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Women & their role in economy

  • Category
    Economy
  • Published
    14th Mar, 2022

Context

Every year, International Women’s Day on 8 March gives us a lot to cheer about—but it gives even more to introspect. Despite gradual gains over the decades, Indian women’s economic well-being and financial independence remains a far cry, continually hindered by stubborn structural and societal barriers.

This brief aims to analyse the role of women in economy and also assess the present challenges and way to improve the overall situation.

Background

  • To spread the message of gender equality, the United Nations observance of International Women’s Day is celebrated on March 8.
  • The theme for this year’s Women’s Day is: “Gender equality today for a sustainable tomorrow”.
  • 2022 is pivotal for achieving gender equality in the context of climate change, and environment and disaster risk reduction.
  • Today, women are the agent of change in several fields. One buzzing idea where women business leaders have scripted great success.
    • As the name suggests, the circular economy lays special emphasis on reusing and recycling products. Recycling leads to optimum use of resources.
    • But executing the idea is easier said than done.

Consider this: The world generates 2.01 billion tonnes of solid waste annually, with at least 33% of that — an extremely conservatively estimate — is not managed in an environmentally safe manner.

Analysis

Contribution of women in economy

  • Women in India represent 29 percent of the labour force, down from 35 percent in 2004.
  • According to the World Bank, Indian women’s participation in the formal economy is among the lowest in the world—only parts of the Arab world fare worse.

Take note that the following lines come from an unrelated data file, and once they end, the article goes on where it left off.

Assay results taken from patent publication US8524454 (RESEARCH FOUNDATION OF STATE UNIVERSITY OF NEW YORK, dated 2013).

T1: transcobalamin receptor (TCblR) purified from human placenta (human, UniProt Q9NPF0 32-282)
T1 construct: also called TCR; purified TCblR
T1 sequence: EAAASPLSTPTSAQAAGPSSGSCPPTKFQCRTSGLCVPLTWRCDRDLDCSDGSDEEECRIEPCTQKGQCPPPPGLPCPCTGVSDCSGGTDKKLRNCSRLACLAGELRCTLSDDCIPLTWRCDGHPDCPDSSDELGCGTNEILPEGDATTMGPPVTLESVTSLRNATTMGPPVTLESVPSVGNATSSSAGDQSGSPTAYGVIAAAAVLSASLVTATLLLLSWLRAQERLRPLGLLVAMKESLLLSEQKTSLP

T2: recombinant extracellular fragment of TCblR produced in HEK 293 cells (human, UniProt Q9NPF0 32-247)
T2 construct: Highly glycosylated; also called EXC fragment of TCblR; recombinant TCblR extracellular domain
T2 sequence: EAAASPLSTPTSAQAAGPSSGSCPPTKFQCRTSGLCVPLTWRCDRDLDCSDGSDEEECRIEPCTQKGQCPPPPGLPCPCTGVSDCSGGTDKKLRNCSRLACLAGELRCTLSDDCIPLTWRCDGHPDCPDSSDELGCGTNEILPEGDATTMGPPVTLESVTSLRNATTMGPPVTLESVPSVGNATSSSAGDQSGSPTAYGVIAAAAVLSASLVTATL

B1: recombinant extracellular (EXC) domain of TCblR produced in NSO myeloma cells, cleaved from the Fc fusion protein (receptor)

• Agriculture: Even when they comprise almost 40 percent of agricultural labour, they control only 9 percent of land in India.
  • Contribution to GDP: It is therefore unsurprising that at 17 percent, India has a lower share of women’s contribution to the GDP than the global average of 37 percent.
  • More than half of the work done by women in India is unpaid, and almost all of it is informal and unprotected.
  • Women are not well represented in most sectors, including business leaders.
  • Women are also shut out of the formal financial system. Nearly half of India’s women do not have a bank or savings accounts for their own use, and 60 percent of women have no valuable assets to their name.
  • Women in India also face great physical insecurity. The rate of crimes against women in India stands at 53.9 percent in India.

Women, Business and the Law 2022

  • The World Bank’s Women, Business and the Law 2022” report, outlines the importance of women’s economic empowerment and involvement in business.
  • The annual study, which looks into “laws and regulations affecting women’s economic opportunity,” scores and ranks 190 countries in eight areas: mobility, pay, parenthood, assets, workplace, marriage, entrepreneurship, and pensions.
  • According to the 2022 report, “nearly 2.4 billion women globally don’t have [the] same economic rights as men.”